general, automated monitoring method currently available that could be easily applied on board ship.

Biocide treatment units are relatively simple, although their size could be an issue when retrofitting existing vessels. Units can be designed to require little maintenance, and the greatest burden to the crew would be the filling and monitoring of bulk solution tanks.

Chemical addition for inactivation of micro-organisms has been reviewed recently (Carlton et al., 1995). In general this approach has been dismissed for many reasons including the following:

  • reluctance to add any compound to water that might be discharged back to the ocean

  • uncertain effectiveness of biocides in achieving inactivation of the target organism(s)

  • handling of chemicals on board ship

  • compliance with discharge regulations for such chemicals in certain areas of the world

Although these concerns are real, they can be addressed by appropriate research, development, and demonstration activities. Addition of selected biocides may be the most economic solution to achieving the desired goal of inactivating target species.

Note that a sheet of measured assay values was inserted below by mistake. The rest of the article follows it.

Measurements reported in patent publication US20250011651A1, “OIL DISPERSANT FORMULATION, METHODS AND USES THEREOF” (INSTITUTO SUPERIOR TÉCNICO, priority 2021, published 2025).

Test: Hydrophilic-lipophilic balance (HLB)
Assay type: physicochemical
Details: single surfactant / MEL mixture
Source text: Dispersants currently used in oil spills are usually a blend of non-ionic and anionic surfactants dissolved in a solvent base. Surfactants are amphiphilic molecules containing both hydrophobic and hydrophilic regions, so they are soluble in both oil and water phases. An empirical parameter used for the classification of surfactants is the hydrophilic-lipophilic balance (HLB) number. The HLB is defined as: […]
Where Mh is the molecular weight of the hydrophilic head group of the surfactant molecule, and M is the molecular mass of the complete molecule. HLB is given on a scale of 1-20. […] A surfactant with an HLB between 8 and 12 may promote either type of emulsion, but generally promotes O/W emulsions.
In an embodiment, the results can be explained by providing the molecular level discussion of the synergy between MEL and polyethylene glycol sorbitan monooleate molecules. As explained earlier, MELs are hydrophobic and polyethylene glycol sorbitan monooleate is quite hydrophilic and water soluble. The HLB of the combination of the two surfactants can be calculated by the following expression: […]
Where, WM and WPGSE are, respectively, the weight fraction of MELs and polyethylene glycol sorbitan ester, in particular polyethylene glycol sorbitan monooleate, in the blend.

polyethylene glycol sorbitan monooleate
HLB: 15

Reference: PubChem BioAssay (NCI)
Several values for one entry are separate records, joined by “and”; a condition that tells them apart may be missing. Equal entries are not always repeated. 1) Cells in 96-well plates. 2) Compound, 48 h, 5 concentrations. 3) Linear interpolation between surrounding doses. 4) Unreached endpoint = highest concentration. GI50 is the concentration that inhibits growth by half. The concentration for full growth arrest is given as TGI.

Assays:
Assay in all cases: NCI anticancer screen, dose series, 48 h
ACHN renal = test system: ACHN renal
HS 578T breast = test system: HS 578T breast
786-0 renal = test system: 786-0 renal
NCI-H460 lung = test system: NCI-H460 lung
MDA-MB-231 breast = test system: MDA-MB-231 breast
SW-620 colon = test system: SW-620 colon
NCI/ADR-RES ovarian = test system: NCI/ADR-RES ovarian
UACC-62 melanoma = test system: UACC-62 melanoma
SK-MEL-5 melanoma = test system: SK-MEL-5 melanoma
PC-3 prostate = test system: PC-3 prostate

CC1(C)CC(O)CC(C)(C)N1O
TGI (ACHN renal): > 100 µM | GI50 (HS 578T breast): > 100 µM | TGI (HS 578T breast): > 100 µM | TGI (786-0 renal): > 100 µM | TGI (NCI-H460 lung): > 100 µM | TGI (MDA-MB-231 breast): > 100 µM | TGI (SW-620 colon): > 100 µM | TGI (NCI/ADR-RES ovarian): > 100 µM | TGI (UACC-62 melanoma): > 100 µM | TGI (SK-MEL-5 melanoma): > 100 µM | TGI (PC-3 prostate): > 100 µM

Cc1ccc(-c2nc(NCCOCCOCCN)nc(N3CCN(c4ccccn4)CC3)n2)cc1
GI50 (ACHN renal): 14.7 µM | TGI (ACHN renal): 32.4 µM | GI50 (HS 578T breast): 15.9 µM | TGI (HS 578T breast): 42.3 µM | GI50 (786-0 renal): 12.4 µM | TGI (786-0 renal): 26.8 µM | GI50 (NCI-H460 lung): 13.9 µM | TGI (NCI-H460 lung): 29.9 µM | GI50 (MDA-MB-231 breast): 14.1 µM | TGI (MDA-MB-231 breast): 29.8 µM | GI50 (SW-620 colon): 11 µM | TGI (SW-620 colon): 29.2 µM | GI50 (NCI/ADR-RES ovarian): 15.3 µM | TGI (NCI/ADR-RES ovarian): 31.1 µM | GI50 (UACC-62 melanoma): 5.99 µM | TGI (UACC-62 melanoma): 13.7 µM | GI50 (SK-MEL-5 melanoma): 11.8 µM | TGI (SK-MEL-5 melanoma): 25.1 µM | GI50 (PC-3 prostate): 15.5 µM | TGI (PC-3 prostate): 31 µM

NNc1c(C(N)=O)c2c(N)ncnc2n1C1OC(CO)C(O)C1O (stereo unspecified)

The safety issues associated with handling chemicals on board a ship may be of concern. Ships routinely carry hazardous industrial compounds and lubricants because they are needed for ship operations. Personnel responsible for handling these compounds are well trained and would be able to adapt to handling other materials without serious constraints. The concentrations of chemicals needed to treat ballast water should be small, and storage requirements may be insignificant. The residual chemicals left in a ship's ballast tanks following treatment and the possibility of corrosion of piping, pumps, and structure need to be evaluated.

Oxidizing Biocides

Decades of studies have demonstrated that, in general, chlorine is an effective biocide. Its specific application for ballast water will require data on the required concentrations and contact times for different categories of organisms—ranging from bacteria and viruses to adult crustaceans and fish—and relative to water flow rates and/or tank volume and water residence time.

Electrolytic chlorination creates active chlorine by passing an electrical current through water containing chloride ions. The chloride ions in brackish water and seawater are used in this process. Chlorination units are comparatively small and used on many ships for biofouling control of seawater cooling systems. A

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